• “Message like this could appeal more to people’s human nature, something to suggest this is dangerous, people are dying and this is very important, this is informative but doesn’t touch people’s emotions” (Interviewer notes of the response of P05 from STL about message 1A).

Message Redistribution

On the basis of the survey feedback on our first message sets, we designed new messages to reflect participants’ perspectives. Specifically, we used a list of clear questions rather than directives so that messages could be more readily received and allow readers to make various choices regarding preventive behaviors. We also depicted a diverse (eg, race and ethnicity and age) range of people and activities (eg, eating and outdoor activities) and provided a section on masks that reinforced the main COVID-19 protocols and a link for learning more to establish greater trust with the source. Using the same principles, we also created a message set dedicated to clarifying the postvaccination status. We aimed to reiterate the main COVID-19 protocols [30] and use as little text written in plain language as possible. Our third message set used distinct colors and clear, simple imagery to showcase positive reinforcements for getting vaccinated.

Of the original 65 participants we were able to reach via email (2 participants did not provide an email or gave invalid email addresses), 54 completed the survey, leading to an 83% completion rate. Most participants had an overwhelmingly positive response to the new messages and agreed that the new messages incorporated their feedback from the surveys. Overall, the participants liked the content, bright colors, and simple wording. Common themes expressed by most participants were that they appreciated the simple, precise wording and liked the bright, distinct colors that caught readers’ attention and positive emotional appeal. A participant in St Louis (P23) said that the reminders of what people could do after vaccination “shines” (Interviewer notes of the response of P23 from STL). One of the participants commented the following:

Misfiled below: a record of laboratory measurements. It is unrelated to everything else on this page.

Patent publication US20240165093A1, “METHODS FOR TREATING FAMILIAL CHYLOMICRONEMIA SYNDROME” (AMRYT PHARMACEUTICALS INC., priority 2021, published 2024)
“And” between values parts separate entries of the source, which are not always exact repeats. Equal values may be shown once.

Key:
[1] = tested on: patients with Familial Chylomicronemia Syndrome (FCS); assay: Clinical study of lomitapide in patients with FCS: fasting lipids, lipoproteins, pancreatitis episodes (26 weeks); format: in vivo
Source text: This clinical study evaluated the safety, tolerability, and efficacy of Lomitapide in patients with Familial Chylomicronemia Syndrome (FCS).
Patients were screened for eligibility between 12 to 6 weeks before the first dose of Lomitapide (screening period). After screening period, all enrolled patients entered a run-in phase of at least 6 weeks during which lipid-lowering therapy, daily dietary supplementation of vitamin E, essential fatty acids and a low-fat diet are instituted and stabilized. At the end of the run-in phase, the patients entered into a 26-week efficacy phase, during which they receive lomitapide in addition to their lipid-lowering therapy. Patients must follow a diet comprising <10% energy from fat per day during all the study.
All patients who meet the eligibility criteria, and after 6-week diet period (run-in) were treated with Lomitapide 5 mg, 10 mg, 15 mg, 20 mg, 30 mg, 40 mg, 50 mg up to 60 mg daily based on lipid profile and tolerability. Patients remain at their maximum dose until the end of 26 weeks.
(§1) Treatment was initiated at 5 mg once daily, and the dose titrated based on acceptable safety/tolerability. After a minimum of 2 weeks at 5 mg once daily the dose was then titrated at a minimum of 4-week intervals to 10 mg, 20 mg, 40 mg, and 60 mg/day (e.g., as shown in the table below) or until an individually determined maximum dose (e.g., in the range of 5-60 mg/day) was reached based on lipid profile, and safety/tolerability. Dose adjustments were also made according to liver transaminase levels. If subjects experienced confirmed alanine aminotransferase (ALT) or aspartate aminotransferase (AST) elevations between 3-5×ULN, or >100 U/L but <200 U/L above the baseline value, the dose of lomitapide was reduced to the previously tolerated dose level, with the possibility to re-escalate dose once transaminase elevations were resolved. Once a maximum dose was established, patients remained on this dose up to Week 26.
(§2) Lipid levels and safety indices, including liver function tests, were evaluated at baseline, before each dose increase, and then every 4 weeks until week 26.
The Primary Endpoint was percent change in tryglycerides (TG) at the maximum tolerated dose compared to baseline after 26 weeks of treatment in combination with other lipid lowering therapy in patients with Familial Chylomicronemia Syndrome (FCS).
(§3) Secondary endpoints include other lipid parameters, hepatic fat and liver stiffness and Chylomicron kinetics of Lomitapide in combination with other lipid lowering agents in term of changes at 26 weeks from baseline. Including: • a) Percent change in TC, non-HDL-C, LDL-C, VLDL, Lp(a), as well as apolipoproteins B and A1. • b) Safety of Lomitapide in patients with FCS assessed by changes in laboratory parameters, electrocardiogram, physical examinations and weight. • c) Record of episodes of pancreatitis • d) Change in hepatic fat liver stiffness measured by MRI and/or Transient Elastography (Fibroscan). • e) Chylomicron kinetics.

I’m quite impressed by how simple and illustrative the messages are and by just a quick glance I’m able to understand what message the sender wants to portray.
[Interviewer notes of the response of P43 from the Bootheel]

Another participant said the following:

Yes, [they included my feedback], most certainly so. They made the words larger so everyone can see and also they used more graphic pictures that can be interpreted easily.
[Interviewer notes of the response of P225 from the Bootheel in response to the second question in the follow-up survey; full follow-up survey in Multimedia Appendix 3]

Principal Findings

Despite the anticipated differences between the urban and rural populations’ responses to COVID-19 health messages, both groups responded similarly. Both wanted health messages that were consistent, were attractive, were accessible, and emphasized choice in behavioral responses to the pandemic. Furthermore, although our public sample in the Bootheel may have experienced higher COVID-19 exposure and worse social and economic impacts of the pandemic, as indicated by their response to our survey questions on COVID-19, and thus could have had more particular desires for messages owing to personal contexts, the messaging preferences were largely the same between the Bootheel and St Louis samples. This result differs from studies that have found differences between urban and rural populations’ responses to COVID-19 messages [32] and other health messaging campaigns [33]. This may be because both samples had similarly higher levels of health literacy, income, and educational attainment, which may support the participants from both samples to more critically analyze and apply health messages than those with limited health literacy, lower incomes, and lower educational attainment [34]. However, our detailed findings related to people’s similar preferences for the display and content of health messaging might suggest that the socioeconomic, cultural, and political differences between urban and rural communities [8] should not overshadow the development of broadly applicable and well-designed messaging. Although health officials should consider using unique communication channels to reach rural residents [8], such as local newscasters or community health care professionals trusted by the participants in our study, regional differences should not obfuscate the creation of well-designed health messages at the state or national level.